Hundreds Line Up for Monster Hunter 3 Launch
Producer appears at two major events in Tokyo.
Monster Hunter 3 launched today with all the fervor one would expect of one of one of the biggest console releases of the year. Gamers lined up at retailers throughout Tokyo to quickly set off on their first original console hunt since the PlayStation 2 Monster Hunter 2.
I was able to attend Capcom's two official launch events. The first took place at the massive Yodobashi Camera outlet in Akihabara. Some 500 hunters (this figure comes from Famitsu.com) had already lined up when I showed up in Akihabara at 8:50. These hardcore players were there to either pick up the game as quickly as possible or to get a glimpse of producer Ryozo Tsujimoto, who was scheduled to count down to the start of sales alongside a few secret guests.
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Tsujimoto and those secret guests took the stage outside the shop's main entrance at around 9:00. The secret guests ended up being not too much of a surprise: Jicho Kacho's Satoshi Inoue, Hello Bye Bye's Kiminobu Kanenari, and Commanicenchi's Takashi Horiuchi. These three comedians are known Monster Hunter fans. Inoue appears in Capcom's commercial campaign which promotes his 4,904 hours of series play time.
The four were joined by a highly detailed Ragiakurus to lead the crowd in a countdown, at the end of which the entire crowd raised their hands in unison and shouted "Hunting Unlocked!"
While most of those in line proceeded to a special outdoor register to make their transaction, the first three were invited on stage to speak with Tsujimoto and the three stars. The first person in line, a man in his 20s, had lined up at 23:00 the night before and said that he was planning on playing until he passed out. Today was also his birthday, he revealed.
The second official event was held at Bic Camera in Yurakucho, just a couple of train stops from Akihabara. Despite the proximity, Tsujimoto presumably had to rush to make it to the shop in time for its 10:00 start of sales. Different from the Akihabara countdown, he was scheduled to sign copies of the game and shake hands.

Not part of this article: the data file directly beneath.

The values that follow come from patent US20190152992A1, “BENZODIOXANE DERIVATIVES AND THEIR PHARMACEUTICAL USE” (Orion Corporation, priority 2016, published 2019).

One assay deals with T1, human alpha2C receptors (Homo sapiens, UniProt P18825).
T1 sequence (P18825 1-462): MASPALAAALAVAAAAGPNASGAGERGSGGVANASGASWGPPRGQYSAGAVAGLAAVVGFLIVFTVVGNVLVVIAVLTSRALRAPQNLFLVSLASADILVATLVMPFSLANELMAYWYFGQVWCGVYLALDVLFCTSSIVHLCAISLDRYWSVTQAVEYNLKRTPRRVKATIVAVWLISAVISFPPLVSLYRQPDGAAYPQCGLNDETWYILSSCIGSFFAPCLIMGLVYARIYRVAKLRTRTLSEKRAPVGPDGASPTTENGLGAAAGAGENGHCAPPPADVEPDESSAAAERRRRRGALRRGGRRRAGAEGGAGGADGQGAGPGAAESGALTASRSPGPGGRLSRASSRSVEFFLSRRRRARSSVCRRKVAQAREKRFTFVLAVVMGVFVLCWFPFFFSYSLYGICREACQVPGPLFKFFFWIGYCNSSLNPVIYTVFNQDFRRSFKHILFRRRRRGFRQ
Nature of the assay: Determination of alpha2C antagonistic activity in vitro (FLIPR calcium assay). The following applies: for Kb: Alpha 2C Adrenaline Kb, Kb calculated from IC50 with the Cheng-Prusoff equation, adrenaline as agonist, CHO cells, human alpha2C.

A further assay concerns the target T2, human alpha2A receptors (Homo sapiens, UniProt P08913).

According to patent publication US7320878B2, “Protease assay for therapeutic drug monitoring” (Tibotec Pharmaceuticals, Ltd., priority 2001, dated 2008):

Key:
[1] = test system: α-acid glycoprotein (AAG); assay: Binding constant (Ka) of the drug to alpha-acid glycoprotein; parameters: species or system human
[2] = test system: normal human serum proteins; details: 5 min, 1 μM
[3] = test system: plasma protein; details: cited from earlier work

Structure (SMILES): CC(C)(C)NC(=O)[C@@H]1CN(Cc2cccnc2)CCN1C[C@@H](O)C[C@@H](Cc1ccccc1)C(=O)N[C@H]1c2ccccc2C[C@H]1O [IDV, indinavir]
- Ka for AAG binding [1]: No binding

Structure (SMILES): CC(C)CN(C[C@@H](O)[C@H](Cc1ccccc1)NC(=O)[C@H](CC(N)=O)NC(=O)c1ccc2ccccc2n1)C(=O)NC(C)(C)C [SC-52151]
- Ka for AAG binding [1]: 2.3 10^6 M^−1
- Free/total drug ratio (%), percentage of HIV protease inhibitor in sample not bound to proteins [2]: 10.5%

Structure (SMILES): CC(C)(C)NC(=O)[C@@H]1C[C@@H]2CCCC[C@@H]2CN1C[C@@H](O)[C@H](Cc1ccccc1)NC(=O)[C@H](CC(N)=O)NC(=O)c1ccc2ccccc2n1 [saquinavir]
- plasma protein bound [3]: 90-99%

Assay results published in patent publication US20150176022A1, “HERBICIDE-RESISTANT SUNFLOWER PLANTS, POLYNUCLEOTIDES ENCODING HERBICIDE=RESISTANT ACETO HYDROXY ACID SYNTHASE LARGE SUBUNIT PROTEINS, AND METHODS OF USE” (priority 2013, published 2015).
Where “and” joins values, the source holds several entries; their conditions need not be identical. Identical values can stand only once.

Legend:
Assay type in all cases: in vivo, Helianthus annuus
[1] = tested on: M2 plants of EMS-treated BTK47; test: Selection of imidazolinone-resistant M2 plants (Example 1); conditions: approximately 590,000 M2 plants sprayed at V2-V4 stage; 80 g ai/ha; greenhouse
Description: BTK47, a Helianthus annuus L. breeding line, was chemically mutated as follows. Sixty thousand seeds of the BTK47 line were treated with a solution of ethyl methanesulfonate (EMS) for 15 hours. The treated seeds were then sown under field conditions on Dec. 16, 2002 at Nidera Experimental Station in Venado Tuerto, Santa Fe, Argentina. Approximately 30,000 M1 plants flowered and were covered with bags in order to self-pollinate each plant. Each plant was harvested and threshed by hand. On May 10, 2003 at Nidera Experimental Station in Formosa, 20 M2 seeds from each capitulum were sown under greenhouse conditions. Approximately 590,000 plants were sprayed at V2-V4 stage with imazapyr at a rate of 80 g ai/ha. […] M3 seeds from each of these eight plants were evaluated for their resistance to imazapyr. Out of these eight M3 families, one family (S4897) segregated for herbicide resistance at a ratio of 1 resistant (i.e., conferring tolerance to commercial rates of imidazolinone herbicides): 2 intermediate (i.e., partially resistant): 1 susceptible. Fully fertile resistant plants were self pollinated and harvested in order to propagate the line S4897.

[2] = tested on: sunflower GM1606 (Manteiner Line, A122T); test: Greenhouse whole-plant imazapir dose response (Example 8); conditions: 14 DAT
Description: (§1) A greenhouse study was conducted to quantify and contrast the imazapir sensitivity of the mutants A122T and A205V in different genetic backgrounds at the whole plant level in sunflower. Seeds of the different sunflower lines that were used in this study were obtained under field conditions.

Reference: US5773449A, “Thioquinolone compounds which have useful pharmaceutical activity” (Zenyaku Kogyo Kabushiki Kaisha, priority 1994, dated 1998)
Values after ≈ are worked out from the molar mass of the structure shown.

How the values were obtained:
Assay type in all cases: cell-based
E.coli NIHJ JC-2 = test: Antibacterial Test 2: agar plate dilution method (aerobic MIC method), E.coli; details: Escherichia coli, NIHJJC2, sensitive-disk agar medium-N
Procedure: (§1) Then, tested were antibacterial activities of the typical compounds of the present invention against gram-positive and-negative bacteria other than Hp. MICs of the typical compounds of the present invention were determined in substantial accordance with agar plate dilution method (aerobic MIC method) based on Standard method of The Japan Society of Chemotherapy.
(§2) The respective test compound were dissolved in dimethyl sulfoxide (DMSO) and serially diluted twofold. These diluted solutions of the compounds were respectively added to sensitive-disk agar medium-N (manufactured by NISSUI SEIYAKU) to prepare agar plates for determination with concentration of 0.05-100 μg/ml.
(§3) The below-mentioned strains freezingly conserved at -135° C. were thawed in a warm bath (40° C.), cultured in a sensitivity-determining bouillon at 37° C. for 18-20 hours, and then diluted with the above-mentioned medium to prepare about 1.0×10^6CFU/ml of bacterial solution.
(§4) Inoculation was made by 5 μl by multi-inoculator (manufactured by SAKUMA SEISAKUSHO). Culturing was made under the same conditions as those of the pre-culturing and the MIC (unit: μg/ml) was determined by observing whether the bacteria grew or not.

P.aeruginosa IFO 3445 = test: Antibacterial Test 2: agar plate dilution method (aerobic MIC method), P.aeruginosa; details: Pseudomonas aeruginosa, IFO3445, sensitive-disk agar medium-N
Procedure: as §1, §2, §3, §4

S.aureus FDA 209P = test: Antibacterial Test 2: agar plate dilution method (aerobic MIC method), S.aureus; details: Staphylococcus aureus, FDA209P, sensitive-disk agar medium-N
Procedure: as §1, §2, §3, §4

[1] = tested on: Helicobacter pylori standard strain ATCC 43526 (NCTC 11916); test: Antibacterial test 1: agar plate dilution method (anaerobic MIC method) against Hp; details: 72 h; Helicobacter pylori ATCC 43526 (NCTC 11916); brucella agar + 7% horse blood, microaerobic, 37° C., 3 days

Greeting Tsujimoto when he arrived was a line of at least 100. Famitsu.com had actually covered the lines over night, and reported that the two people in front had arrived following the store's closing the night before. Sure enough, they spent their time playing Monster Hunter Portable 2nd G on the PSP.
From what I was able to see, most buyers has Tsujimoto sign a special white sheet the store had provided. However, there were a few who had their copy of the game signed. One person opened up his newly purchased Special Pack (containing the black Wii system), but instead of having Tsujimoto sign the system, had him sign the inside of the box flap.
Famitsu.com has a pic of someone getting something a bit more interesting signed (that's a Poogie stuffed animal, if you're unfamiliar with the series).
Given that they were the official launch points for the game, it shouldn't come as a surprise that these two shops were crowded. It turns out that other shops saw crowds as well. You can see more pics from around Tokyo in these Famitsu.com stories:
The Shinjuku Yodobashi, which is capable of drawing thousands for some product launches, had about 65 people in line when store personal started moving the line to the game area at around 8:45. The first person in line had arrived at 4:00am and said that he'd been playing the series since the PlayStation 2 original.
Ikebukuro Bic had about 100 people lined up when the line was moved to the game area at around 9:00. People continued to stream in, topping the 200 mark by 9:30 when the shop held its own countdown.
Famitsu made some observations about the people in line. The majority consisted of men in their teens and 20s. Howver, there were a few couples, parents with their children, and solo ladies.
MH3 was offered on its own, bundled with either the white or black Classic Controller Pro, and bundled with the black Wii. The Shinjuku Yodobashi shop told Famitsu that the most popular pre-order was the black controller pack.
The site also reports large sales for network equipment and keyboards at this shop, which assembled everything one might need for an online play session in a special shelf.
Monster Hunter 3 already shipped one million for its first shipmen, pretty much guaranteeing the most successful console Monster Hunter game ever. But the big question is how closely the game can replicate the series' success on the PSP, whose last version sold 3.5 million units. Both Capcom, and Nintendo, will presumably be paying close attention to see if MH3 has the long legs of Monster Hunter Portable 2nd G and many first party Nintendo games.
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